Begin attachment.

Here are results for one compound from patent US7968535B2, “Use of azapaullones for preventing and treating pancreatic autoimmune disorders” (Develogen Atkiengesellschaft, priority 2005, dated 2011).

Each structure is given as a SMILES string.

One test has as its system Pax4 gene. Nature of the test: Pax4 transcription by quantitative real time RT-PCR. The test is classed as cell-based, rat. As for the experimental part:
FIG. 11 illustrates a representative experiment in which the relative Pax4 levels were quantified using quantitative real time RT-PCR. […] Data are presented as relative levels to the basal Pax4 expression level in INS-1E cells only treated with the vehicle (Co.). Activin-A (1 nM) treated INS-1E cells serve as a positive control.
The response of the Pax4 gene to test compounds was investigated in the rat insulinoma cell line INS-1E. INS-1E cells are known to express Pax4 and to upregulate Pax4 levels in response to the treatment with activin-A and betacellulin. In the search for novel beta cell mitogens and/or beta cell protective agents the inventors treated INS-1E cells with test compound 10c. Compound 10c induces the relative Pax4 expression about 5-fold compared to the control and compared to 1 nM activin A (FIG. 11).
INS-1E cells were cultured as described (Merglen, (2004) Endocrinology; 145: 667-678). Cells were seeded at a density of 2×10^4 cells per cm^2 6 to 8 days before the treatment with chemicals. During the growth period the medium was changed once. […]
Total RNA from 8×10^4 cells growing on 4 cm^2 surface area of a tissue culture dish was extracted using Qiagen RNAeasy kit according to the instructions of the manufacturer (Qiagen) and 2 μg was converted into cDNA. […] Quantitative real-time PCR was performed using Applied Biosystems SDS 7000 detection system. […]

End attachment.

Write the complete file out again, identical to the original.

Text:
Here are results for one compound from patent US7968535B2, “Use of azapaullones for preventing and treating pancreatic autoimmune disorders” (Develogen Atkiengesellschaft, priority 2005, dated 2011).

Each structure is given as a SMILES string.

One test has as its system Pax4 gene. Nature of the test: Pax4 transcription by quantitative real time RT-PCR. The test is classed as cell-based, rat. As for the experimental part:
FIG. 11 illustrates a representative experiment in which the relative Pax4 levels were quantified using quantitative real time RT-PCR. […] Data are presented as relative levels to the basal Pax4 expression level in INS-1E cells only treated with the vehicle (Co.). Activin-A (1 nM) treated INS-1E cells serve as a positive control.
The response of the Pax4 gene to test compounds was investigated in the rat insulinoma cell line INS-1E. INS-1E cells are known to express Pax4 and to upregulate Pax4 levels in response to the treatment with activin-A and betacellulin. In the search for novel beta cell mitogens and/or beta cell protective agents the inventors treated INS-1E cells with test compound 10c. Compound 10c induces the relative Pax4 expression about 5-fold compared to the control and compared to 1 nM activin A (FIG. 11).
INS-1E cells were cultured as described (Merglen, (2004) Endocrinology; 145: 667-678). Cells were seeded at a density of 2×10^4 cells per cm^2 6 to 8 days before the treatment with chemicals. During the growth period the medium was changed once. […]
Total RNA from 8×10^4 cells growing on 4 cm^2 surface area of a tissue culture dish was extracted using Qiagen RNAeasy kit according to the instructions of the manufacturer (Qiagen) and 2 μg was converted into cDNA. […] Quantitative real-time PCR was performed using Applied Biosystems SDS 7000 detection system. […]